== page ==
Canada’s largest telecommunications companies may soon be making moves to dissuade customers from subsidies in exchange for contracts.
Subsidies have been awkward for carriers for some time now. Recently, T-Mobile’s CMO Cole Brodman said that carrier subsidies actually “distort” device costs. Worse, customers “devalue completely the hardware they are using.”
In Canada, subsidies are often used as incentives to lure customers into longer-term contracts in exchange for a reduced price on the device. Rogers Communications, for instance, offers an iPhone 4S for roughly $159 if customers sign up for a three year deal.
The trouble for the carriers, now that smartphones and upmarket gadgets are becoming more common, is that customers are signing up for the contracts, getting the iPhones and not using piles of data. In some bewildering cases, customers purchasing smartphones actually only use their devices to place calls. Imagine that.
In essence, that means that the carriers don’t make as much money on the device due to lesser data usage and, as such, the appropriation of the device isn’t as lucrative for the telecommunications titans.
Rogers, for instance, saw its average per-user revenue drop 2.26 percent from a year ago. As Gaurav Kheterpal reported yesterday, Rogers saw its latest quarterly profit drop by 16 percent. The trouble, to some extent, was the fabled “increased competition” and the fact that customers were going for dreaded “basic” data plans and not the gargantuan data-munching plans the carrier would undoubtedly favour.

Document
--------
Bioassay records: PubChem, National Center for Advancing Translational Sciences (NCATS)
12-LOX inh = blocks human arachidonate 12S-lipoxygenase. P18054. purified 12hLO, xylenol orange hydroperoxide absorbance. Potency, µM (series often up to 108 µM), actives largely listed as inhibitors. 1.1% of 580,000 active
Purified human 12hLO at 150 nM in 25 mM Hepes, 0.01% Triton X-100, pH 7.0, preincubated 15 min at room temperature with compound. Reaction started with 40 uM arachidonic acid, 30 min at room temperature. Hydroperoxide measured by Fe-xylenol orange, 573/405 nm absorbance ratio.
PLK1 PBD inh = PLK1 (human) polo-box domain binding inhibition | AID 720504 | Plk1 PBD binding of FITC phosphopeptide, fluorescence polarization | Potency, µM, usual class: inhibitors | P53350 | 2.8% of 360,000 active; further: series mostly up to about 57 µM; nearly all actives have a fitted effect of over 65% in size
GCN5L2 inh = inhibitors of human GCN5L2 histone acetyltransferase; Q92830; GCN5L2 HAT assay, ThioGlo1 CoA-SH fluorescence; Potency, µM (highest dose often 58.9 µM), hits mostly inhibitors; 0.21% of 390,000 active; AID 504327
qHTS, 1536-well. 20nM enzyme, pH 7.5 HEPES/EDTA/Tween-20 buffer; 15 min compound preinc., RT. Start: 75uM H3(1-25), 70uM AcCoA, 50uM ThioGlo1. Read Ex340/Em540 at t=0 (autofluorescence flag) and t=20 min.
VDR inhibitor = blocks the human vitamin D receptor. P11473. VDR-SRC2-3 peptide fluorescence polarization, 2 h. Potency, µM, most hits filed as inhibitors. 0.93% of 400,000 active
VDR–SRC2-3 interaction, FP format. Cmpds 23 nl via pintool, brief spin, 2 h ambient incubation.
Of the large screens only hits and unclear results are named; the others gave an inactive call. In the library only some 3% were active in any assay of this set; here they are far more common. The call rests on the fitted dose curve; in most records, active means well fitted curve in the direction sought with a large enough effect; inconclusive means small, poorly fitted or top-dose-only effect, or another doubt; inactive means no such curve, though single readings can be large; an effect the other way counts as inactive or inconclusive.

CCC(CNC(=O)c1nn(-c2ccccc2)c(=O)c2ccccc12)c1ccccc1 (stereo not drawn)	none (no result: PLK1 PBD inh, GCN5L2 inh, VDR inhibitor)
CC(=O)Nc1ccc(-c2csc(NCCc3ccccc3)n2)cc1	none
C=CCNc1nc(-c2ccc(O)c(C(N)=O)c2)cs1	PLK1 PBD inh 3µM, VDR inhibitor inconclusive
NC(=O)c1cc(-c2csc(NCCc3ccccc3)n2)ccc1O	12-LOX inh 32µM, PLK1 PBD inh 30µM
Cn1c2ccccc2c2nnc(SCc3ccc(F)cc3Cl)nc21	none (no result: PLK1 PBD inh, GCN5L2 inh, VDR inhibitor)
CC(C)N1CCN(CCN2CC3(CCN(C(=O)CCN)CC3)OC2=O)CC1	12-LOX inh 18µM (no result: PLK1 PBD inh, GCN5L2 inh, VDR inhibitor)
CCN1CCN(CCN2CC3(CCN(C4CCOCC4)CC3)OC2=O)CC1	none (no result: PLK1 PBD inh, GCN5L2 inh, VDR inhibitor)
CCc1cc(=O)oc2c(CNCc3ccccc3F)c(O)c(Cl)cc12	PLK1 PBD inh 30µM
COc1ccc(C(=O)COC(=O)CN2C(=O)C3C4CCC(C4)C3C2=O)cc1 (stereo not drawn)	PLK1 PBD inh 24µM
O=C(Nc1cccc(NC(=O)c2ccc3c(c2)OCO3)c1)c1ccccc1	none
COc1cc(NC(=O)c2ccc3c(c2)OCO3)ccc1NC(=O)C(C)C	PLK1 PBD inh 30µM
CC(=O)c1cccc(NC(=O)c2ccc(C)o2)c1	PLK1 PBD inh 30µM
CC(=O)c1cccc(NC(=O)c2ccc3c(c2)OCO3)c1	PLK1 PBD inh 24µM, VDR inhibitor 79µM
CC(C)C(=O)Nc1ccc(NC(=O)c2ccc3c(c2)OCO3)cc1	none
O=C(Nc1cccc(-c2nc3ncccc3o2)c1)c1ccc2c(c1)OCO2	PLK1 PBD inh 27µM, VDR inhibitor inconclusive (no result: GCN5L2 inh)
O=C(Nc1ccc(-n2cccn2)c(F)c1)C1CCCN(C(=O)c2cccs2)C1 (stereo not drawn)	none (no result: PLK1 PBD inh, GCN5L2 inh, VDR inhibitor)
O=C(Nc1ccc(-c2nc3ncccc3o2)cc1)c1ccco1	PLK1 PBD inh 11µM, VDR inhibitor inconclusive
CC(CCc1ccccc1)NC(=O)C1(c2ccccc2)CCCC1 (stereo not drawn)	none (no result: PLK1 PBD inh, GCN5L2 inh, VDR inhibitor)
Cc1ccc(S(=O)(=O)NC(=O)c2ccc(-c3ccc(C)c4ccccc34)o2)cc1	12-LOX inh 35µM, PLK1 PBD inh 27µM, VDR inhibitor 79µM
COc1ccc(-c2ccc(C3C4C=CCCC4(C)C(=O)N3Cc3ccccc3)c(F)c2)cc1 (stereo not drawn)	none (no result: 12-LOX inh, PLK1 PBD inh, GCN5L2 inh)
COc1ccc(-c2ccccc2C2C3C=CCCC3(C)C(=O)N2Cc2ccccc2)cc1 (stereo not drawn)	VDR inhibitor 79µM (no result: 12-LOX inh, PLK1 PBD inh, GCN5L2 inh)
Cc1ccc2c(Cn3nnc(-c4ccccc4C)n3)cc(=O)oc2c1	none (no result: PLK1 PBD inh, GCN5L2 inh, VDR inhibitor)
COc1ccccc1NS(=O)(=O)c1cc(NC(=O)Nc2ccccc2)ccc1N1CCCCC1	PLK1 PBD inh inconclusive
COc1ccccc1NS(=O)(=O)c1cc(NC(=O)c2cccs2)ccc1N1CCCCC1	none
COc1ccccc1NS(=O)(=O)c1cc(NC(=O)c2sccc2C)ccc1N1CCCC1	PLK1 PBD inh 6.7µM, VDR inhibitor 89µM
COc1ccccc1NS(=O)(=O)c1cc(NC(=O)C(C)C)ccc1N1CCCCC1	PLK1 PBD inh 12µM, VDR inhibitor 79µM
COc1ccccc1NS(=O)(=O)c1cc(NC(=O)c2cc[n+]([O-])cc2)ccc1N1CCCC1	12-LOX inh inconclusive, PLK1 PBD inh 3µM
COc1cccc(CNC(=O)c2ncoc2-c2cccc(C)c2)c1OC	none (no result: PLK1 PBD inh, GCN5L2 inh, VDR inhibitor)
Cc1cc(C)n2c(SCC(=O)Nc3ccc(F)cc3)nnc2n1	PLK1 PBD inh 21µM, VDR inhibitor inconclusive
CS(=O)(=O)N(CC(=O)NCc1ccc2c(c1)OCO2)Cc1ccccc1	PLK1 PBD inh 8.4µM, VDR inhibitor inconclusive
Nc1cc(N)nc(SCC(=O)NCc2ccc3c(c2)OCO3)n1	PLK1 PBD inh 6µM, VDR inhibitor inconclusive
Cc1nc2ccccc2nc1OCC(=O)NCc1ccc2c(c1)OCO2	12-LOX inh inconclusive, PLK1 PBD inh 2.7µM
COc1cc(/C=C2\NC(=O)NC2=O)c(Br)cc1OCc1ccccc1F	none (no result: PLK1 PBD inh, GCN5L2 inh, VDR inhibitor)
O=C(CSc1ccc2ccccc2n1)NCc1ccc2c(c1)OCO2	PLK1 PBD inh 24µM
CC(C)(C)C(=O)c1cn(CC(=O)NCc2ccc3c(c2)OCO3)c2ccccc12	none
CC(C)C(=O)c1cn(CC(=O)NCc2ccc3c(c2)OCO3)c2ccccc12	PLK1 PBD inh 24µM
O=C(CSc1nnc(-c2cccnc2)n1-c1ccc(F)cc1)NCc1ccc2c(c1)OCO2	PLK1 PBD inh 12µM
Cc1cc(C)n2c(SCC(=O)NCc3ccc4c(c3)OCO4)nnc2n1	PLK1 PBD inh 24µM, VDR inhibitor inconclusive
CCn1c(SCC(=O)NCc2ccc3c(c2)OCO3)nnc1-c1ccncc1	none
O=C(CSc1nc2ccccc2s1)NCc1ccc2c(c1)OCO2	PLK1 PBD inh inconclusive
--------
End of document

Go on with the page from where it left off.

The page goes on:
Interestingly, The Globe and Mail reports Rogers CEO Nadir Mohamed as stating that “customers expected subsidies in exchange for their heavy use” when smartphones first broke into market. This is, at least on its face, a half-truth. Carriers certainly used subsidies as ways to entice consumers into signing long-term contracts for services, only those didn’t turn out to be as profitable as once thought and the carriers now want to flip the script.
The game plan appears to be a move away from subsidies and to more lucrative data plans. Canada’s telecommunications sector will continue to satisfy shareholders first and customers second, of course, and that could mean the subsequent annihilation of subsidies and amplified pricing of devices that customers are demonstrating they’re going to buy in droves regardless of price.